Fix a parameter $0\leq\delta\leq1.$ Bob rolls a die repeatedly in the hopes of rolling a six. However, after each failure to roll a six he gives up with probability $1-\delta$ and decides to try again with probability $\delta$. What is the probability that Bob will never roll a six?

Let $A$ denote the event that Bob does not roll a six, and let $B$ be the event that he gives up after a failure. Then $P(A\cap B)=1-\delta$ and $P(A\cap B^{C})=\delta.$ Now after the first roll, the probability that Bob did not roll a six is $5/6$.

I am having difficulty with understanding how the parameter $\delta$ comes into the calculation of the probability that Bob does not get a six given that he failed and tried again.

Could you please provide a hint, no solutions please, just a hint on how to start thinking about this kind of problem.

Thank you for time, I appreciate any feedback.

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    $\begingroup$ $\delta$ comes up because Bob may quit before he gets the $6$. For instance, if $\delta =0$ then the probability he never throws a $6$ is $\frac 56$ since he is sure to give up after one failure. If $\delta =1$ then he never gives up so he'll eventually get his $6$ with probability $1$. $\endgroup$ – lulu Feb 15 at 13:51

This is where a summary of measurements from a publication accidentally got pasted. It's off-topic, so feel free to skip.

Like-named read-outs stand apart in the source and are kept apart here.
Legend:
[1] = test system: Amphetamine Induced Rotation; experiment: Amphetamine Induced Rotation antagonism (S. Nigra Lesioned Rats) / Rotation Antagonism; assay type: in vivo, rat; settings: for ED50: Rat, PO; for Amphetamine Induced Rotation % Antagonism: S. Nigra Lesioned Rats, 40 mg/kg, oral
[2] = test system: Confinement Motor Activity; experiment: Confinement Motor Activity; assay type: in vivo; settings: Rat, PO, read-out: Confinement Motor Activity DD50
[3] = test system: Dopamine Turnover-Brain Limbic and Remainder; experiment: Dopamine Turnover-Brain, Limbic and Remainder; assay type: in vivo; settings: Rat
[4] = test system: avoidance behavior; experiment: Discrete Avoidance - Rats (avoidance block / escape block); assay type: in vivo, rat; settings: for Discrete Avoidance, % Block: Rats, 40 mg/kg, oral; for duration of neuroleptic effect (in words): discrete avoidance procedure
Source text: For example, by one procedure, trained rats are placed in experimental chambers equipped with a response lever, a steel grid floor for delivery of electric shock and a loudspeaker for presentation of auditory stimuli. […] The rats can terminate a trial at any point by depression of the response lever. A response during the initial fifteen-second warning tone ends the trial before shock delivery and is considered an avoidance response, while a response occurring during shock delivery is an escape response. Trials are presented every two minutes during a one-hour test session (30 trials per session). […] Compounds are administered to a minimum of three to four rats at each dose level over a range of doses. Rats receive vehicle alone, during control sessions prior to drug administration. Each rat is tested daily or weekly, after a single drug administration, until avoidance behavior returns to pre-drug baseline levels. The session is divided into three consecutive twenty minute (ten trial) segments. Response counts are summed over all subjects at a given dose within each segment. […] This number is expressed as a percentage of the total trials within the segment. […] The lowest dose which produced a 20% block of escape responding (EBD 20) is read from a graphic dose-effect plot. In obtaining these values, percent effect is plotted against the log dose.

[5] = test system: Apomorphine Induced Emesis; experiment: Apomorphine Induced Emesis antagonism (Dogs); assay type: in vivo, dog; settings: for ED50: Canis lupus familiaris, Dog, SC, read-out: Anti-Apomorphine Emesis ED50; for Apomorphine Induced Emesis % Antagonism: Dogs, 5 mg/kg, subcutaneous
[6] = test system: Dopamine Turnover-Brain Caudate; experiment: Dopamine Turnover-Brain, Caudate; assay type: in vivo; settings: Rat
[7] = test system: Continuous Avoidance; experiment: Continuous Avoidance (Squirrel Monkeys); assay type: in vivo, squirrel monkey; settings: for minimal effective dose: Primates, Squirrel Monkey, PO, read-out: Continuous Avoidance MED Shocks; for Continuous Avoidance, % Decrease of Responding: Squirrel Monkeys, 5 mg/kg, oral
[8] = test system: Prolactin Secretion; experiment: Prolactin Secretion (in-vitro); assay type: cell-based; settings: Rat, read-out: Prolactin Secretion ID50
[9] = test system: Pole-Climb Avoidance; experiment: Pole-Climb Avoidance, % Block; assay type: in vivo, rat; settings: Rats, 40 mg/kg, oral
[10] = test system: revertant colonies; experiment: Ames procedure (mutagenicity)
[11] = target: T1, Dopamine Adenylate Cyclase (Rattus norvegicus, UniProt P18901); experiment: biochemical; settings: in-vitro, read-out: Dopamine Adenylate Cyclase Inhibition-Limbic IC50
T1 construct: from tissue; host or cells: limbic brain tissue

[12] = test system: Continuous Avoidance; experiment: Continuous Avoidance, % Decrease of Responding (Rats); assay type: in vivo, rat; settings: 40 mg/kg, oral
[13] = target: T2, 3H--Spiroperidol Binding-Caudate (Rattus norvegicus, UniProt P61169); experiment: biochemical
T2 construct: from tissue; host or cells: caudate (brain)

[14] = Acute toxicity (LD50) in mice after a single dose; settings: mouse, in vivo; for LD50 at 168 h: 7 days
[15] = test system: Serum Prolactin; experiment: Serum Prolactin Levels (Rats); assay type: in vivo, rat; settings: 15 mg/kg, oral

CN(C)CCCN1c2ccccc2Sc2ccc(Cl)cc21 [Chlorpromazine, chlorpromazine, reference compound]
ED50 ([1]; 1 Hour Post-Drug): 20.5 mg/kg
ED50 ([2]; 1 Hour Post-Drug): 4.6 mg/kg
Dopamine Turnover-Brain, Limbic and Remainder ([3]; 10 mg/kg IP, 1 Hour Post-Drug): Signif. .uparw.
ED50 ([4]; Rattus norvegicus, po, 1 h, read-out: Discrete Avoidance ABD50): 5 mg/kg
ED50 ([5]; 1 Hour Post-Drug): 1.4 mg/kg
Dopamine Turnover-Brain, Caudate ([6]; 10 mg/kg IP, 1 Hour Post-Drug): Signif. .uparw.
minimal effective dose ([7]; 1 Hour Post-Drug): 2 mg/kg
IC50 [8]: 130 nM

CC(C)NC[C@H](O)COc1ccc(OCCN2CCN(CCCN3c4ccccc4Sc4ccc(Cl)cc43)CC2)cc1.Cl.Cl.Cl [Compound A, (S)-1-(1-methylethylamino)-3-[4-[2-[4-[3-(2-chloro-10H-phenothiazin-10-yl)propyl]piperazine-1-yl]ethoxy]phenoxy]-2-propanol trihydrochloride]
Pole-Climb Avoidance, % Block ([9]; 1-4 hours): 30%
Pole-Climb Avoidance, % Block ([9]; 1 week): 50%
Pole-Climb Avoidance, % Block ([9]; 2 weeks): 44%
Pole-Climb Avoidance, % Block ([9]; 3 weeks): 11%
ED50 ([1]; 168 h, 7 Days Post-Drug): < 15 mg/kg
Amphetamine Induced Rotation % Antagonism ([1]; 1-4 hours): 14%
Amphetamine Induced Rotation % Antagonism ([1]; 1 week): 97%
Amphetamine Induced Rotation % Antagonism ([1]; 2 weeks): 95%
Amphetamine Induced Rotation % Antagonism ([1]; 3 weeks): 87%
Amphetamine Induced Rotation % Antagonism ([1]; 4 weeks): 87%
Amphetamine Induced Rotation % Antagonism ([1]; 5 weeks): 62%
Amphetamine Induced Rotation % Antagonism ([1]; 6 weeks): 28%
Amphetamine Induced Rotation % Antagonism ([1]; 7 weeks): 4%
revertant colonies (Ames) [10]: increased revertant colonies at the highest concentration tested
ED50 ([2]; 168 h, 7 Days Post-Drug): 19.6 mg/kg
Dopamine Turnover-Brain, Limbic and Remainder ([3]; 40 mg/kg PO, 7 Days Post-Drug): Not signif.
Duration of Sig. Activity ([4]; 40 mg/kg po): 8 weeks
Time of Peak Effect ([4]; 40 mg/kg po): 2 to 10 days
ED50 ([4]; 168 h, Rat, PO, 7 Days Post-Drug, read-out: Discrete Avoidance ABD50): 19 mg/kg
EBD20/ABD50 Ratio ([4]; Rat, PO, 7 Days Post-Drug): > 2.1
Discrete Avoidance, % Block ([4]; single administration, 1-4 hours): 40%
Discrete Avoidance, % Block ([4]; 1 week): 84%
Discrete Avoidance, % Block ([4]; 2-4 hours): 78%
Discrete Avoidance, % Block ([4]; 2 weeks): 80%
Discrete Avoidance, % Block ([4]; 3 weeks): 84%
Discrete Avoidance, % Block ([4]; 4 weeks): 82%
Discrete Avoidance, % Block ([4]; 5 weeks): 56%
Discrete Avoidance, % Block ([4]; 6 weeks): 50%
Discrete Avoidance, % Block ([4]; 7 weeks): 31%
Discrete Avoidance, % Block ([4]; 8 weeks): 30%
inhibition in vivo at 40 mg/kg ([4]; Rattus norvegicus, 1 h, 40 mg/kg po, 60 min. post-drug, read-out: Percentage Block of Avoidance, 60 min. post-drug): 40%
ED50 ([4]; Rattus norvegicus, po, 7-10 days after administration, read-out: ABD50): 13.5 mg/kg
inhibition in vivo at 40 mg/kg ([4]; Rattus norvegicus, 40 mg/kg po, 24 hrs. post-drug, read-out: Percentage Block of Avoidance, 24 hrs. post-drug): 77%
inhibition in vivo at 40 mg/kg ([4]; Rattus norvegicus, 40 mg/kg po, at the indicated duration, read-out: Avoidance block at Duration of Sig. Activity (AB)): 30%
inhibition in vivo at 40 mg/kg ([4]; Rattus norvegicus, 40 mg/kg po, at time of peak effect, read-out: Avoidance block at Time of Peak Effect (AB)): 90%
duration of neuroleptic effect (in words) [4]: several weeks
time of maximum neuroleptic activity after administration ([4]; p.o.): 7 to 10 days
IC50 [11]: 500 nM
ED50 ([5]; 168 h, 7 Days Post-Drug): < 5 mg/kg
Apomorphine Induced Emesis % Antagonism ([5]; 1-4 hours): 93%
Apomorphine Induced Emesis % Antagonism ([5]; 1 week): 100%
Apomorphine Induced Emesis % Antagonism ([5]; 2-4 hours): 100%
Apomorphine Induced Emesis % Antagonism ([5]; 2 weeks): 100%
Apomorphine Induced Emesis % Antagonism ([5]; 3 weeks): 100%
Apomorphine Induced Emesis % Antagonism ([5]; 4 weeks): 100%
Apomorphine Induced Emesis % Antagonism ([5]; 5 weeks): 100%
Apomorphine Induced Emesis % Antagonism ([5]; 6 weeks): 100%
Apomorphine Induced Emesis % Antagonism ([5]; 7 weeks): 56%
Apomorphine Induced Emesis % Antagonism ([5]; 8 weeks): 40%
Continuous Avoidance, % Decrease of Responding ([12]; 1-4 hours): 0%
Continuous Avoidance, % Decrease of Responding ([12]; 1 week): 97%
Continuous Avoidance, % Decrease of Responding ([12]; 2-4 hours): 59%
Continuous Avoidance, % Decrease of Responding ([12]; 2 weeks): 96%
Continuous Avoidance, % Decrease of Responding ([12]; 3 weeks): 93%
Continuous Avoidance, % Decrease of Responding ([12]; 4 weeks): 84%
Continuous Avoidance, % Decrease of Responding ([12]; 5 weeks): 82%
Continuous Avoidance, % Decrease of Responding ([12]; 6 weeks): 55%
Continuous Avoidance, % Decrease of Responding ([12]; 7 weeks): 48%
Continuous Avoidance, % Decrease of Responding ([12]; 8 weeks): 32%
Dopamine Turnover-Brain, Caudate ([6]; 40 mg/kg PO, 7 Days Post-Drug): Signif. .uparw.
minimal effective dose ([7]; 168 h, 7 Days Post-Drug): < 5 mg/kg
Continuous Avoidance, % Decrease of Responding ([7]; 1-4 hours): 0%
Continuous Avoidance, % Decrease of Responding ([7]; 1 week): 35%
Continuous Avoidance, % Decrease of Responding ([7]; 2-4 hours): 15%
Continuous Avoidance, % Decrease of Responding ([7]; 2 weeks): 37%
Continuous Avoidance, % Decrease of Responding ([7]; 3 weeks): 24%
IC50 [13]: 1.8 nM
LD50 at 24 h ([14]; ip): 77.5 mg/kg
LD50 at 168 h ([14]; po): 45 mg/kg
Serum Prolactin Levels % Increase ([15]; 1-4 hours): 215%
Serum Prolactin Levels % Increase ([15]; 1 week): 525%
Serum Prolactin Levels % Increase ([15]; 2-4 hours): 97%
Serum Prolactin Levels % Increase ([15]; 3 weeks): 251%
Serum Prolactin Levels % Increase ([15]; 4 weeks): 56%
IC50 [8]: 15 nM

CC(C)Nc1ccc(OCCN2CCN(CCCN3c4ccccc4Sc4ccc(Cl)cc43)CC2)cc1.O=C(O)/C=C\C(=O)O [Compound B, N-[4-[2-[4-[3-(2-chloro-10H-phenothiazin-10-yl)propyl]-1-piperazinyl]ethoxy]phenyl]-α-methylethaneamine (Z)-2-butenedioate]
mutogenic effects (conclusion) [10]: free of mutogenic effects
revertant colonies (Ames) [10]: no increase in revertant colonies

HINT : Let $K$ denote the random variable taking integer values, which denotes at which turn Bob will stop rolling if he has not got a six yet. For us, this is a geometric random variable with parameter $\delta$. (For $\delta = 0,1$, we can work the problem out obviously, so assume $0<\delta<1$)

With this $K=k$ fixed, we have fixed the turn at which Bob will quit if he does not roll a six by then. Conditioned on this, find the probability that Bob does not roll a six. Of course, this is just equal to the probability of him not rolling a six in $k$ turns.

Now, return to the distribution of $K$, which depends on $\delta$, to get the desired probability.

In symbols, if $A$ denotes the event that Bob quits before getting a six, then $P(A) = \sum_{k} P(K=k) P(A | K=k)$.


Hint: Work recursively. Let $p$ denote the probability that Bob eventually throws a $6$. Then consider the first toss. Either he gets the $6$, in which case he stops, or he doesn't and quits, or he doesn't but he tries again (in which case the probability of success is $p$ again). Write that out algebraically and solve for $p$.


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